On the road between UBC Farm and the UBC Botanical Garden I searched for bees in the roadside weeds.
This little guy in the mallow has a fabulous mustache.
He was still a little sleepy, so let's leave him dream in peace.
The last blackberry blossoms were full of a variety of bees.
I don't know what this flower is, but the bumblebees love it.
Here's the 49 bus stop by the Botanical Garden. I actually don't recommend you walk here because it's highly dangerous--too close to traffic.
Once inside the garden, I head to my favorite spot, which is the series of xeriscape beds on the east side.
This plant called Berkheya cirsiifolia, which looks like a thistle that mated with a cactus, was a hot spot for interesting bees. And I mean that literally. Look at the way the plant turns to the sun and catches the midday heat.
The lush stamens attract this large leafcutter with the orange hairs on the underside of its abdomen.
And this beautiful melissodes with its hairy pollen-collecting chaps.
Trust the agapostemon to find the best stamens on display.
This nearby plant was attracting honeybees and the little melissodes.
Look at how much pollen this little bee is packing on her legs! These little bees have a squat square gestalt when you look at them from above.
I love this combination of plants.
Andrena prunorum adores rattlesnake master.
The silver linden is just about bloomed out.
Here is some swamp verbena (Verbena hastata) in all its glory.
This is the first time I've seen a frog in a long while. The kids were having a blast here at the pond, spotting tadpoles. They named this one "Cedric". He looks like a Cedric!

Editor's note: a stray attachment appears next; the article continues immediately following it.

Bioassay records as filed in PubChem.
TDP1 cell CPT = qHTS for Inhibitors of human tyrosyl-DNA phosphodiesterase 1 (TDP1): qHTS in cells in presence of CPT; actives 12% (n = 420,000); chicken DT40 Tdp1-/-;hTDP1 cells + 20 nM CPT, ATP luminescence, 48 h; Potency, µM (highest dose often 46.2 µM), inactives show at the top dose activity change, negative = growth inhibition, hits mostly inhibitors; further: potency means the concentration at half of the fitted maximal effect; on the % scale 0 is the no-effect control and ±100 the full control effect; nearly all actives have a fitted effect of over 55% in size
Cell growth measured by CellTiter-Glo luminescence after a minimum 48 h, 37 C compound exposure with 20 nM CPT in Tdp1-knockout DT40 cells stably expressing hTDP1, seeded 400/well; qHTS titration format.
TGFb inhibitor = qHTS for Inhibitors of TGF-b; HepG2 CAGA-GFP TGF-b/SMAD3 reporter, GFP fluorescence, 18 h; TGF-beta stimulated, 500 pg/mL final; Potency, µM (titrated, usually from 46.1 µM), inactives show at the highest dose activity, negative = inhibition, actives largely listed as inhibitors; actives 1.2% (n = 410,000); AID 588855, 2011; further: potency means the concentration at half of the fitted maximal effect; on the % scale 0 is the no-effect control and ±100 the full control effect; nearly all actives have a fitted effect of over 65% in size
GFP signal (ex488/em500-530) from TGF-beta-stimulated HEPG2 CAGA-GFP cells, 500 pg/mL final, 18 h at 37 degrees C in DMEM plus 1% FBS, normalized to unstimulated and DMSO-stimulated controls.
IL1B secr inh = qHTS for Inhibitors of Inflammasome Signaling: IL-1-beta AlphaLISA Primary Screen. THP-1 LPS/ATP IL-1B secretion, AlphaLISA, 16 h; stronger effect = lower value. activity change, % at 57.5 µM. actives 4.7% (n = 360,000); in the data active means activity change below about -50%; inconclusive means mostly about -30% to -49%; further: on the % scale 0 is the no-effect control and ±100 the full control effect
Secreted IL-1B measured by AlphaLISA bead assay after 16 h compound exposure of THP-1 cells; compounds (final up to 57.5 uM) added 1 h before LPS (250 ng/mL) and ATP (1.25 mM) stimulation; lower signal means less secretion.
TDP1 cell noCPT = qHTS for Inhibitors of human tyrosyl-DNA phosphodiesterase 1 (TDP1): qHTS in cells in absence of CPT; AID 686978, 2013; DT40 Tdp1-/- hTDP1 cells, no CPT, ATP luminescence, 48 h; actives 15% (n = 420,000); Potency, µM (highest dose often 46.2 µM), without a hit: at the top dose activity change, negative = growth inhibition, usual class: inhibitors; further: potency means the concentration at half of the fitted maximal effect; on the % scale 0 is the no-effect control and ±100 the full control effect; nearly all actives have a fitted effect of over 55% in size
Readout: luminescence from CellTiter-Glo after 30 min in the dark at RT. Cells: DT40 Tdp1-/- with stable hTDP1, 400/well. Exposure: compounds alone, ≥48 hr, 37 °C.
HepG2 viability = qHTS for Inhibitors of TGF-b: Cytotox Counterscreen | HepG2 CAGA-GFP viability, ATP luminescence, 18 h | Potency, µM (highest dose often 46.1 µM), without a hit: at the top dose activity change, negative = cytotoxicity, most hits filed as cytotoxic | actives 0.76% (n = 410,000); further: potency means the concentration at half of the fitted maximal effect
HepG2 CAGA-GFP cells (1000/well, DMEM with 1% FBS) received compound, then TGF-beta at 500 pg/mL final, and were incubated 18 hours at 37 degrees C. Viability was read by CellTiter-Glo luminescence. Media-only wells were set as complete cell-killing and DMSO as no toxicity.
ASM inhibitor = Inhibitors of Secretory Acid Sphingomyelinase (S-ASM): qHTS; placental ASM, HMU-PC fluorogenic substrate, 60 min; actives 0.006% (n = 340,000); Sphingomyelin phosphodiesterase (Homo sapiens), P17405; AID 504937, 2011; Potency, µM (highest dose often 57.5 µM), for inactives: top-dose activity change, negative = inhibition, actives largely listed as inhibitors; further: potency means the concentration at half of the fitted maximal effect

Many of the tadpoles had legs, like this one.
Thirsty honeybees were sipping water at the edge of the pond. They can take this liquid back to help cool down the hive.
This shrub has flowers with lovely stamens loved by wee bees.
In the Physic Garden a leafcutter was diving right into those luscious artichoke flowers.
I know it's projection, but foraging leafcutters seem to embody joy.
The wool carder bees were monopolizing the motherwort. I wonder if the females harvest the furs on the flowers. Let me know if you see them doing that.
A very shiny fly suns itself in the food garden.
It's lovely to see this milkweed, but I wouldn't put it in the food garden because it's highly toxic.
This is the wildflower mix I'd recommend from West Coast Seeds: the alternative lawn mix. Here it is attracting a wide variety of small bees I'm not seeing anywhere else in the garden. It's magical. I'm so glad I've given out bags and bags of these seeds.
This was my most exciting find of the day. I think it's a tiny male melissodes bee. Look at those long antennae!
It's good to know you can easily tuck this low growing seed mix into a raised garden bed.
I didn't see many species of bumblebees. This is an eastern bumblebee escaped from greenhouse agriculture, and implicated in the collapse of native bumblebee species.
Whoa, that's a lot of beehives. This will also adversely affect the biodiversity and number of native bees in the gardens.
If you're going to have honeybees, you're going to need a few acres of this anise hyssop.
After leaving the garden to walk to the bus stop I saw this sweetie in a lovely grouping of pink potentilla.
Hopefully this will help you spot a few bees on your own tour of the UBC Botanical Garden. I'd love to see some folks with really good macro skillz to take photos of these bees.
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